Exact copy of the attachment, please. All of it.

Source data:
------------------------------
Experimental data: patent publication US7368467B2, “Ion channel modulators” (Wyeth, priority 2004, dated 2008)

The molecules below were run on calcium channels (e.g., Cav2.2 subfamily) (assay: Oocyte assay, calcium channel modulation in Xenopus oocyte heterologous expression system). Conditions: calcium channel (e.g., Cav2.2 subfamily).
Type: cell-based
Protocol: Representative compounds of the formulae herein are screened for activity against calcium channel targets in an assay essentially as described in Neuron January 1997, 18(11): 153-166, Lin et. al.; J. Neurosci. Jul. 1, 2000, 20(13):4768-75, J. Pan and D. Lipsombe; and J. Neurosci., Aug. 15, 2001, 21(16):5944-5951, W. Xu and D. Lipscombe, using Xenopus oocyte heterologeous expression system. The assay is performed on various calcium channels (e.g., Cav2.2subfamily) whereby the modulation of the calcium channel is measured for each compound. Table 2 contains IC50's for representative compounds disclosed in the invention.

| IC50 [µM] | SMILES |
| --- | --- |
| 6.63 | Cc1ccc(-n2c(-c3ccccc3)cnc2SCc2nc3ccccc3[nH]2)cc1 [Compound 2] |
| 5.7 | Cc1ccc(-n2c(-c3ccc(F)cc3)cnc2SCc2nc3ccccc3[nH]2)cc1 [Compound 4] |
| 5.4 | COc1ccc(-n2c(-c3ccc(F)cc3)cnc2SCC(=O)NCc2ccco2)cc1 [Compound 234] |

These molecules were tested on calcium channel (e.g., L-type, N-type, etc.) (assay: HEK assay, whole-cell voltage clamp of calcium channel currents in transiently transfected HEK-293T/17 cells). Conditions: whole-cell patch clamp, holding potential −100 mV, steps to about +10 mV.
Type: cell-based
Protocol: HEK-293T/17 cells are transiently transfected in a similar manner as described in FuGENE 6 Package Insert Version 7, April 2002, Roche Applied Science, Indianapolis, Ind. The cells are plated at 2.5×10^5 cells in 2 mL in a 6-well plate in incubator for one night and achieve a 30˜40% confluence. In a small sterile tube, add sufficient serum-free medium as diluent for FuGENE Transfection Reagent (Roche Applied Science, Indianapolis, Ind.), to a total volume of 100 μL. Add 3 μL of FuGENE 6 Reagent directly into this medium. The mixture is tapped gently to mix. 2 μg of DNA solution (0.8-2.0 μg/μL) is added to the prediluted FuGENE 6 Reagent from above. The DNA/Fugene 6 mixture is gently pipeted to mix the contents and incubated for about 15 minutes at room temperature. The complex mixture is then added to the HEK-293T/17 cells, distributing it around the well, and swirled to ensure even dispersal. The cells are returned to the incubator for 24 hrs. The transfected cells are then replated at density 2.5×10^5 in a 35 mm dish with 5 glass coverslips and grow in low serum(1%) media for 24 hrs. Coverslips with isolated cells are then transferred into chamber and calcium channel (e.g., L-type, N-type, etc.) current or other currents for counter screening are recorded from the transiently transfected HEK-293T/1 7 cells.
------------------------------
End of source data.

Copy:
Experimental data: patent publication US7368467B2, “Ion channel modulators” (Wyeth, priority 2004, dated 2008)

The molecules below were run on calcium channels (e.g., Cav2.2 subfamily) (assay: Oocyte assay, calcium channel modulation in Xenopus oocyte heterologous expression system). Conditions: calcium channel (e.g., Cav2.2 subfamily).
Type: cell-based
Protocol: Representative compounds of the formulae herein are screened for activity against calcium channel targets in an assay essentially as described in Neuron January 1997, 18(11): 153-166, Lin et. al.; J. Neurosci. Jul. 1, 2000, 20(13):4768-75, J. Pan and D. Lipsombe; and J. Neurosci., Aug. 15, 2001, 21(16):5944-5951, W. Xu and D. Lipscombe, using Xenopus oocyte heterologeous expression system. The assay is performed on various calcium channels (e.g., Cav2.2subfamily) whereby the modulation of the calcium channel is measured for each compound. Table 2 contains IC50's for representative compounds disclosed in the invention.

| IC50 [µM] | SMILES |
| --- | --- |
| 6.63 | Cc1ccc(-n2c(-c3ccccc3)cnc2SCc2nc3ccccc3[nH]2)cc1 [Compound 2] |
| 5.7 | Cc1ccc(-n2c(-c3ccc(F)cc3)cnc2SCc2nc3ccccc3[nH]2)cc1 [Compound 4] |
| 5.4 | COc1ccc(-n2c(-c3ccc(F)cc3)cnc2SCC(=O)NCc2ccco2)cc1 [Compound 234] |

These molecules were tested on calcium channel (e.g., L-type, N-type, etc.) (assay: HEK assay, whole-cell voltage clamp of calcium channel currents in transiently transfected HEK-293T/17 cells). Conditions: whole-cell patch clamp, holding potential −100 mV, steps to about +10 mV.
Type: cell-based
Protocol: HEK-293T/17 cells are transiently transfected in a similar manner as described in FuGENE 6 Package Insert Version 7, April 2002, Roche Applied Science, Indianapolis, Ind. The cells are plated at 2.5×10^5 cells in 2 mL in a 6-well plate in incubator for one night and achieve a 30˜40% confluence. In a small sterile tube, add sufficient serum-free medium as diluent for FuGENE Transfection Reagent (Roche Applied Science, Indianapolis, Ind.), to a total volume of 100 μL. Add 3 μL of FuGENE 6 Reagent directly into this medium. The mixture is tapped gently to mix. 2 μg of DNA solution (0.8-2.0 μg/μL) is added to the prediluted FuGENE 6 Reagent from above. The DNA/Fugene 6 mixture is gently pipeted to mix the contents and incubated for about 15 minutes at room temperature. The complex mixture is then added to the HEK-293T/17 cells, distributing it around the well, and swirled to ensure even dispersal. The cells are returned to the incubator for 24 hrs. The transfected cells are then replated at density 2.5×10^5 in a 35 mm dish with 5 glass coverslips and grow in low serum(1%) media for 24 hrs. Coverslips with isolated cells are then transferred into chamber and calcium channel (e.g., L-type, N-type, etc.) current or other currents for counter screening are recorded from the transiently transfected HEK-293T/1 7 cells.